Exxon Mobil Corp (1.41%), Pfizer Inc (1.38%), and Cisco Systems Inc (1.35%) have a slightly smaller but still significant weight. Verizon Communications Inc and Intel Corp are also represented in the IVE’s holdings at 1.33% and 1.25%.
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The Vanguard Small-Cap Value Index Fund ETF Shares (VBR) has a Beta of 1.23 with a R-squared of 82.2 and a Alpha of -5.09. Its Sharpe Ratio is 0.67 while VBR’s Treynor Ratio is 9.15. Furthermore, the fund has a Standard Deviation of 18.37 and a Mean Return of 1.08.
The iShares S&P 500 Value ETF (IVE) has a Treynor Ratio of 11.41 with a Standard Deviation of 14.3 and a Sharpe Ratio of 0.83. Its R-squared is 92.08 while IVE’s Beta is 1.01. Furthermore, the fund has a Alpha of -2.9 and a Mean Return of 1.05.
VBR’s Mean Return is 0.03 points higher than that of IVE and its R-squared is 9.88 points lower. With a Standard Deviation of 18.37, VBR is slightly more volatile than IVE. The Alpha and Beta of VBR are 2.19 points lower and 0.22 points higher than IVE’s Alpha and Beta.
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VBR had its best year in 2013 with an annual return of 36.57%. VBR’s worst year over the past decade yielded -12.22% and occurred in 2018. In most years the Vanguard Small-Cap Value Index Fund ETF Shares provided moderate returns such as in 2014, 2017, and 2012 where annual returns amounted to 10.55%, 11.79%, and 18.78% respectively.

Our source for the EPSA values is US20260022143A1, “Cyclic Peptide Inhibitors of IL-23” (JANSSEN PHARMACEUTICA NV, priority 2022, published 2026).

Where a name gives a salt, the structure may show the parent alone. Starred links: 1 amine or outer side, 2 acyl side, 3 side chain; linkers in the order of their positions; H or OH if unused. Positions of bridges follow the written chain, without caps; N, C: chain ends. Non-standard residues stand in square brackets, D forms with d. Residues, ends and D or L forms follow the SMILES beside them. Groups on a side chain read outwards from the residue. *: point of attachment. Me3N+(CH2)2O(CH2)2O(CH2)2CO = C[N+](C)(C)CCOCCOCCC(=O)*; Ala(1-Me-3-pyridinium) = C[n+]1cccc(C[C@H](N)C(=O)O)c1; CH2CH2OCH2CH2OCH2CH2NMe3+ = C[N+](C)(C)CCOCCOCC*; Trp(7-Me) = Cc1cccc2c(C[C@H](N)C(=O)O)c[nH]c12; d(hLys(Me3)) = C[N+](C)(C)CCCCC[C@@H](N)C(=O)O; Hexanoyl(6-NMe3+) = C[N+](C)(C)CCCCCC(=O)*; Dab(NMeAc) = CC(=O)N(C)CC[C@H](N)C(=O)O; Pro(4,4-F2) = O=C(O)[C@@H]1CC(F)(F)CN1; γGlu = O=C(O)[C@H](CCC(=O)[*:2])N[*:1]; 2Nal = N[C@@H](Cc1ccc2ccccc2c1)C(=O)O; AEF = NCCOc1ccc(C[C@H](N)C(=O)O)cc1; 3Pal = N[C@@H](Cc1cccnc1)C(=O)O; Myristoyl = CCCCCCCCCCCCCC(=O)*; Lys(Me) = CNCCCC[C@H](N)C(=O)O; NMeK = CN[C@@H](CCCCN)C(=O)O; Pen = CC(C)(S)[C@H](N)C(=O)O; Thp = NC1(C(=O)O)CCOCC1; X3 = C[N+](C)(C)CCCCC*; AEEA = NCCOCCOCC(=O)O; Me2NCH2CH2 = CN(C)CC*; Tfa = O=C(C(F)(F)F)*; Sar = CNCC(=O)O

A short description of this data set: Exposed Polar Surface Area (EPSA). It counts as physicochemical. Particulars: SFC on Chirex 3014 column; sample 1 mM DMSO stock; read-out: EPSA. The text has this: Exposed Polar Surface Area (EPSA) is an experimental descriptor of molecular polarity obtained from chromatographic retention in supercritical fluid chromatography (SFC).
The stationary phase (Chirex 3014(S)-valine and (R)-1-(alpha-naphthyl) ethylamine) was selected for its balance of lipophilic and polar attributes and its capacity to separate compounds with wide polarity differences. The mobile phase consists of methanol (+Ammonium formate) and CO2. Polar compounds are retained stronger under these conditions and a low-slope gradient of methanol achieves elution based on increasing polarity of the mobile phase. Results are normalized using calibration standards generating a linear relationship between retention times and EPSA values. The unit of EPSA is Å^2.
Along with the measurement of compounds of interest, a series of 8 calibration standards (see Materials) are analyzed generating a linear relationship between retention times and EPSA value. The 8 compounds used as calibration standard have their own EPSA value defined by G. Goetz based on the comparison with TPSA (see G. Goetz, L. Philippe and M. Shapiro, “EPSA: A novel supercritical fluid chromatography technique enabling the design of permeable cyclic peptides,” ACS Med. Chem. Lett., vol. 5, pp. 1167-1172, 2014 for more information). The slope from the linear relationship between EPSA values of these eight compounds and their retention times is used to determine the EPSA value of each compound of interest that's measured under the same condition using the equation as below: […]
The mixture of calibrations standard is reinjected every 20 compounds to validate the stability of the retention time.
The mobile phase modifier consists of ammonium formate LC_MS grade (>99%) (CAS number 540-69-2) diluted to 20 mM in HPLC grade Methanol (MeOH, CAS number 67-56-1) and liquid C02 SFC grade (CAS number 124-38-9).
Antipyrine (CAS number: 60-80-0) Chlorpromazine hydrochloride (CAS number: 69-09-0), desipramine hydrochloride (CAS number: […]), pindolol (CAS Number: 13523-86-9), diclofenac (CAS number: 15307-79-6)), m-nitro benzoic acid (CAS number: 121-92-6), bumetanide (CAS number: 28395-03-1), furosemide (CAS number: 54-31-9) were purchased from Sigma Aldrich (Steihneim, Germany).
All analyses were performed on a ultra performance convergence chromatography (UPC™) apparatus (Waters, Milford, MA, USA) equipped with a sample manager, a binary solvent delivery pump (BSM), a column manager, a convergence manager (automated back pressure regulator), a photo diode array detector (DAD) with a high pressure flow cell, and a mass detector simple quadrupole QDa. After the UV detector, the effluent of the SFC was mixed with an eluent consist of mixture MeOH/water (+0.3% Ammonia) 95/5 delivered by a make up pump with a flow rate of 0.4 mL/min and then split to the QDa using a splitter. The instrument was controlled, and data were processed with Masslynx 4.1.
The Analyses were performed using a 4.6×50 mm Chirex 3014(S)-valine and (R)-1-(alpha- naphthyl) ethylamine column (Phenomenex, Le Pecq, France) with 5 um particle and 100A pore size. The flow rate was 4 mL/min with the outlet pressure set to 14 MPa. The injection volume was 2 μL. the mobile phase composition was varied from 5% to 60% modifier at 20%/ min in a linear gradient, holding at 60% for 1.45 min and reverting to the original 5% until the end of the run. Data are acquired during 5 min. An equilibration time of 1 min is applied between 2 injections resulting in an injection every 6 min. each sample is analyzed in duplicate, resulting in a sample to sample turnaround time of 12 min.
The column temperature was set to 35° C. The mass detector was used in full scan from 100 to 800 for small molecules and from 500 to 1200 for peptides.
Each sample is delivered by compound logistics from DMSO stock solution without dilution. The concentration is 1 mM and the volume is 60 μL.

The year 2019 was the strongest year for IVE, returning 31.71% on an annual basis. The poorest year for IVE in the last ten years was 2018, with a yield of -9.09%. Most years the iShares S&P 500 Value ETF has given investors modest returns, such as in 2014, 2010, and 2017, when gains were 12.14%, 14.9%, and 15.19% respectively.
|Fund||Initial Balance||Final Balance||CAGR|
A $10,000 investment in VBR would have resulted in a final balance of $32,611. This is a profit of $22,611 over 11 years and amounts to a compound annual growth rate (CAGR) of 12.28%.
With a $10,000 investment in IVE, the end total would have been $31,350. This equates to a $21,350 profit over 11 years and a compound annual growth rate (CAGR) of 11.68%.
VBR’s CAGR is 0.60 percentage points higher than that of IVE and as a result, would have yielded $1,261 more on a $10,000 investment. Thus, VBR outperformed IVE by 0.60% annually.